Since then, both the model intended for rocket artillery and the one adapted for 155 mm howitzers and mortars have been further improved, and its accuracy and reliability have been tested on several occasions on the firing range, bringing the product closer and closer to the commercialisation phase. On the day when this happens, the State will benefit directly from each export contract in return for the support provided, earning handsome royalties. Until that time, however, there is still a lot of work to be done not only in terms of the maturation of these designs, but also in terms of the parallel programmes that the company has launched and which will benefit directly from the advances in flight control achieved by the FGK programme, such as the guided bombs for small-calibre aircraft, which we will talk about in the future.

Image taken during the tests that the team developing the FGK Programme carried out at the beginning of June at the CET of Torregorda, in Cádiz. Source – Ejércitos.

Is the FGK Programme necessary?

In recent years, as we have seen in the Donbas War or as can be inferred from the latest Russian acquisitions (Magnolia, Koalitsiya-SV, Lotos…) and the US developments – which we explained here – artillery is increasingly becoming the decisive weapon on the battlefield.

Perhaps the most important advance has less to do with improvements in range and accuracy than with the generalisation of ISTAR (Intelligence, Surveillance, Target Acquisition, and

Reconnaissance) means, especially through drones capable of collecting data on the location of potential targets and transmitting it in real time to both headquarters and units on the ground, acting as real multipliers for the gunners. As Major Juan Ignacio Fernández González explained:

“The use of RPAS in DIV/EC’s IFS (Indirect Fire Systems) allows information to be obtained at the right time and in the right place, thus contributing to the enhancement of long-range and precision fire support capabilities to higher order operational organisations. Its long operating distance and range, much greater than with other means of acquisition such as forward observers and ground-based radar, provides decision-makers with the ability to acquire targets at depth (up to 300 km), with discriminating power and high accuracy (including rockets and missiles), high rates and a variety of munition types”.

All this, logically, offers a series of possibilities that did not exist in the past and that, in order to be exploited, require the development of PGMs (Precision-Guided Munitions) or, when this is not possible, of kits that allow the conversion of traditional ammunition into PGMs, as proposed by EM&E through the FGK Programme.

Expected ranges for the US Army’s major artillery programmes. Source – US Army.

Other reasons also contribute to this new golden age of artillery. As we explained when discussing Multi-Domain Battle and the future battlefield or the USAF’s ABMS system, it may well be that US and European ground forces will be forced to operate in an operational environment where air superiority is no longer possible. This could happen, for example, in the event of a direct confrontation with Russia. In such a case, the superior range of Russian artillery systems could no longer be countered by Western aircraft. They would have to operate at the great disadvantage of being beaten by Russian artillery with no counter-battery capability, being left defenseless and suffering heavy casualties, as happened to Ukrainian forces during the Donbas war. This, which applies to a large-scale confrontation, can be extrapolated to many other smaller scenarios and to players with far fewer resources than the major powers, including, for obvious reasons, their proxies.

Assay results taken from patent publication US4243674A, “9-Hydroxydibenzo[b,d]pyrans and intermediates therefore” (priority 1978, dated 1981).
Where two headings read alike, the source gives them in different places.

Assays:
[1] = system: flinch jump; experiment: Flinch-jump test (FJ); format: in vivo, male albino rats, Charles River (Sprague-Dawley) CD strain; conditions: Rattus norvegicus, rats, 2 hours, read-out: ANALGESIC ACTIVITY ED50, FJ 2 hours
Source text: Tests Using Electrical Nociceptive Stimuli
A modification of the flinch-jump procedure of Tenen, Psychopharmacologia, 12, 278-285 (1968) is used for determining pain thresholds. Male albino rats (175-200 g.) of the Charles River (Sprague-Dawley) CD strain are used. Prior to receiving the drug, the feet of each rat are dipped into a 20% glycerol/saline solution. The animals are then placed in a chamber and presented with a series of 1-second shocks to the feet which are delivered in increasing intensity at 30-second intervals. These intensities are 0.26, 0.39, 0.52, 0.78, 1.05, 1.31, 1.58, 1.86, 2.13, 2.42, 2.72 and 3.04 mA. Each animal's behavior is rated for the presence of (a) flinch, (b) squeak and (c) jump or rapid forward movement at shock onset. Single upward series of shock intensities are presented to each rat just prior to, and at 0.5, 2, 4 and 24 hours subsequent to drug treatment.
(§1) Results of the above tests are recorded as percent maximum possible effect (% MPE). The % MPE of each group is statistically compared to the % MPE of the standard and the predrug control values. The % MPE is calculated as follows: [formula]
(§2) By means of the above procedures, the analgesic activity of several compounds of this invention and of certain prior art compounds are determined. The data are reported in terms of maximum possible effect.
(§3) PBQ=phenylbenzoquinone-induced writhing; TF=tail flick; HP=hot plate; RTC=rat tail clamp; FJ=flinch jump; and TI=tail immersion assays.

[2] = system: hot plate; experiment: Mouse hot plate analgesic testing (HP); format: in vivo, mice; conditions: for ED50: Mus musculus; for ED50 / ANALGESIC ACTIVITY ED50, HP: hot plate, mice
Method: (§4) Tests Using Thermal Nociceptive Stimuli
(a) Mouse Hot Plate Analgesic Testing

Even in scenarios where air superiority can be guaranteed, air-to-ground attacks are not always advisable, if only because of the cost. In the end, the cost of air-launched guided munitions, coupled with the cost per flight hour of the aircraft that must carry them, is higher than that of artillery munitions, especially since ranges have increased steadily in recent decades and it is now possible to strike at distances that were unthinkable just a few years ago. Nor does it seem logical to risk a pilot’s life or unnecessary attrition by exposing an aircraft, or even a UCAV, when the same can be done with a howitzer with some safety.

In conclusion, there is widespread pressure for longer-range and more accurate artillery systems, especially for conventional artillery and rocket artillery, as surface-to-surface missiles follow a different logic due to their cost and strategic nature.

The big problem, when it comes to howitzers, whether self-propelled or towed, or rocket launchers, is that while it is relatively easy to achieve longer ranges, for example by using rocket- assisted ammunition in the case of projectiles or by increasing the calibre, accuracy follows a logic inversely proportional to range, unless some sort of guidance system is used. Consider that the range of the M107 155mm projectiles was a mere 14.5km with the M4A2 “White Bag”

propellant charge, while the M795E1 had a range of 28.5km with the M203A1 charge. At these distances, the accuracy achieved only because of the shape of the projectile itself and the goodness of the tube from which they were fired allowed acceptable accuracies of around 100- 150 metres, which was somewhat in keeping with the lethal radius of the explosive charge. In other words, although there was some unavoidable dispersion, this was more or less acceptable and could be dealt with by firing more shots at the same target to ensure its neutralisation. However, in many cases it still meant that an exaggerated number of munitions had to be used depending on the target to be hit, as can be seen in simulations such as the one we share below.